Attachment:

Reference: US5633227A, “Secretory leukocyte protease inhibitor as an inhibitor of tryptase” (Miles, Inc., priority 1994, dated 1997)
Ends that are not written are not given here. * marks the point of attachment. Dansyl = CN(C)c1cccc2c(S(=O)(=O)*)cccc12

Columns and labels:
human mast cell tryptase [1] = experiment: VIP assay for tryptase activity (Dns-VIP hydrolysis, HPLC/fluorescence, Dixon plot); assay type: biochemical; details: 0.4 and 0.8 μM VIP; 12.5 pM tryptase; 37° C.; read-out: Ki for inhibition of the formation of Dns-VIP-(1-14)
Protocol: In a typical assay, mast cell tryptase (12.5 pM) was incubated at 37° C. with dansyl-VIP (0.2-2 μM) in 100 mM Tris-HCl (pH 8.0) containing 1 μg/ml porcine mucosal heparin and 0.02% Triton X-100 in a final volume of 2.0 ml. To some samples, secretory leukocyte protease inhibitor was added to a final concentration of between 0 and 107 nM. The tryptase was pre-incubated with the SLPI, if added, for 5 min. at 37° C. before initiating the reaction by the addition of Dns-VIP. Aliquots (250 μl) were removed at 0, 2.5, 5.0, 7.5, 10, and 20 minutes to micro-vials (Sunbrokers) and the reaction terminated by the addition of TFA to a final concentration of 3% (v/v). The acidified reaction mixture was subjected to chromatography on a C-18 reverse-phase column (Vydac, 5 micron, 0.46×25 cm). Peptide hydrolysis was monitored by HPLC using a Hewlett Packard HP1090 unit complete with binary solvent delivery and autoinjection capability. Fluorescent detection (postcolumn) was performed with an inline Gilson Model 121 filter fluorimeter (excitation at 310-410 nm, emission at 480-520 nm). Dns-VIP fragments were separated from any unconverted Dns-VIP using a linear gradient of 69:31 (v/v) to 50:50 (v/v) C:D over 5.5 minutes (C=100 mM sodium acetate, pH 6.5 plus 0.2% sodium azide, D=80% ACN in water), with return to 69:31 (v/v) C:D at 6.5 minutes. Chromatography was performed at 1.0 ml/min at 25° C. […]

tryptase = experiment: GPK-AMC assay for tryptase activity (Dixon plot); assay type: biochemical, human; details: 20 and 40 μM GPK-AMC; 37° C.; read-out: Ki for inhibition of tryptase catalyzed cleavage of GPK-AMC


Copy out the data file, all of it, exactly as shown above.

Reference: US5633227A, “Secretory leukocyte protease inhibitor as an inhibitor of tryptase” (Miles, Inc., priority 1994, dated 1997)
Ends that are not written are not given here. * marks the point of attachment. Dansyl = CN(C)c1cccc2c(S(=O)(=O)*)cccc12

Columns and labels:
human mast cell tryptase [1] = experiment: VIP assay for tryptase activity (Dns-VIP hydrolysis, HPLC/fluorescence, Dixon plot); assay type: biochemical; details: 0.4 and 0.8 μM VIP; 12.5 pM tryptase; 37° C.; read-out: Ki for inhibition of the formation of Dns-VIP-(1-14)
Protocol: In a typical assay, mast cell tryptase (12.5 pM) was incubated at 37° C. with dansyl-VIP (0.2-2 μM) in 100 mM Tris-HCl (pH 8.0) containing 1 μg/ml porcine mucosal heparin and 0.02% Triton X-100 in a final volume of 2.0 ml. To some samples, secretory leukocyte protease inhibitor was added to a final concentration of between 0 and 107 nM. The tryptase was pre-incubated with the SLPI, if added, for 5 min. at 37° C. before initiating the reaction by the addition of Dns-VIP. Aliquots (250 μl) were removed at 0, 2.5, 5.0, 7.5, 10, and 20 minutes to micro-vials (Sunbrokers) and the reaction terminated by the addition of TFA to a final concentration of 3% (v/v). The acidified reaction mixture was subjected to chromatography on a C-18 reverse-phase column (Vydac, 5 micron, 0.46×25 cm). Peptide hydrolysis was monitored by HPLC using a Hewlett Packard HP1090 unit complete with binary solvent delivery and autoinjection capability. Fluorescent detection (postcolumn) was performed with an inline Gilson Model 121 filter fluorimeter (excitation at 310-410 nm, emission at 480-520 nm). Dns-VIP fragments were separated from any unconverted Dns-VIP using a linear gradient of 69:31 (v/v) to 50:50 (v/v) C:D over 5.5 minutes (C=100 mM sodium acetate, pH 6.5 plus 0.2% sodium azide, D=80% ACN in water), with return to 69:31 (v/v) C:D at 6.5 minutes. Chromatography was performed at 1.0 ml/min at 25° C. […]

tryptase = experiment: GPK-AMC assay for tryptase activity (Dixon plot); assay type: biochemical, human; details: 20 and 40 μM GPK-AMC; 37° C.; read-out: Ki for inhibition of tryptase catalyzed cleavage of GPK-AMC